3 December: Insects as alternative food
Sustainable food systems
Afton Halloran is a PhD Fellow at the Department of Nutrition, Exercise and Sports. Together with international researchers that comprise the group GREEiNSECT, she offers insight into how insects for human consumption can provide alternative livelihood strategies in rural regions of low- and medium-income countries in the tropics.
Afton Halloran has a passion for research, field work and international agriculture. Although she already had experience from working in different organizations on issues related to food security and agriculture, she felt a strong calling back to research:
“Being a researcher allows me to delve into some of the complex issues that might otherwise be outside the scope of an NGO or international organization.”
Food for thought
Together with other international researchers, Afton Halloran and her colleagues have started GREEiNSECT. The researchers work side by side in order to study the different aspects of how insects can provide nutrition, income and environmental sustainability to countries which lack natural resources:
“I have been fortunate enough to work with the amazing group of interdisciplinary international researchers that comprise GREEiNSECT, the research project that my PhD project is a part of.”
In many low income areas and tropic climates, farming can be quite a challenge, and alternative opportunities for production and nutrition have to be taken into account. If insects can be nutritious and environmentally friendly as a product, why not eat them? Afton Halloran's PhD project deals with these aspects from different points of view and involves a broad field of studies – from Agriculture and Environmental studies to Food and Nutrition:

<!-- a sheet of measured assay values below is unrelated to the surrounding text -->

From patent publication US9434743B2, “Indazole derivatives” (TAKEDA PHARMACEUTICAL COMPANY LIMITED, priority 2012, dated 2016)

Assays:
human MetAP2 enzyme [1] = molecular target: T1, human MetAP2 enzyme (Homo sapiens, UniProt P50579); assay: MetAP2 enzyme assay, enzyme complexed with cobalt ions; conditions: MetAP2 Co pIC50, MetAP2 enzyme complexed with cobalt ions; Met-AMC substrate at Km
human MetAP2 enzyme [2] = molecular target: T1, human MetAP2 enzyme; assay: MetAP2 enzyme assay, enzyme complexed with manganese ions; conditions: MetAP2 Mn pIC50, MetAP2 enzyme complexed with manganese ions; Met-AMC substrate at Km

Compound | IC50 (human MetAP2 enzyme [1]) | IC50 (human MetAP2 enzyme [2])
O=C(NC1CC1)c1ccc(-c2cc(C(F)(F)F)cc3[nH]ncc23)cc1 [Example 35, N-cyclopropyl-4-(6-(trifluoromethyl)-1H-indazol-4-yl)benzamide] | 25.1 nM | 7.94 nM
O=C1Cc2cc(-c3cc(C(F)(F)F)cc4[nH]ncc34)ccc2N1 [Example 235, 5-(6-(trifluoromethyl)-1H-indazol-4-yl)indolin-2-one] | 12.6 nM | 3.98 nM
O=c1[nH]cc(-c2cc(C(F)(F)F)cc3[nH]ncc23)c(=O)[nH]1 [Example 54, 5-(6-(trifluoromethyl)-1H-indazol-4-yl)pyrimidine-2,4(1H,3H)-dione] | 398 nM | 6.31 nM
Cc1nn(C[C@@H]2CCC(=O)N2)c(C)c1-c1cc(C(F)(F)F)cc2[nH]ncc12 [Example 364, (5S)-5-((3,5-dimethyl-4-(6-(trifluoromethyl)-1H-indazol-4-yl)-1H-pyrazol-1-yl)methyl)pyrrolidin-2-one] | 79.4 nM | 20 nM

“My research looks at the current and potential socio-economic, environmental and nutritional impacts of cricket farming in Thailand and Kenya.”
Field work is hard work
Research on cricket farming involves long days of field work and travelling to farmers who are scattered throughout rural villages. Although working in the field can be quite challenging and time-consuming, especially when being in different countries, Afton finds it essential as a researcher. Working in two different countries is very hard work, but she finds that it pays of well and helps move her PhD project forward:
“Field work is my favorite part of research. Although it takes extreme amounts of energy to plan for carrying out research in two different countries, working together with the farmers keeps me going and fuels my passion for research.”
Inspiration across borders
The diverse and international working environment is also something that characterizes Afton Halloran's project. Besides working with farmers in an international setting, her colleagues represent an important resource as well. Afton would not be without it as this collaboration is essential to the development of her project:
“Working alongside my various colleagues who are experts in their respective fields provides me with both the inspiration and the encouragement to move forward with my work”.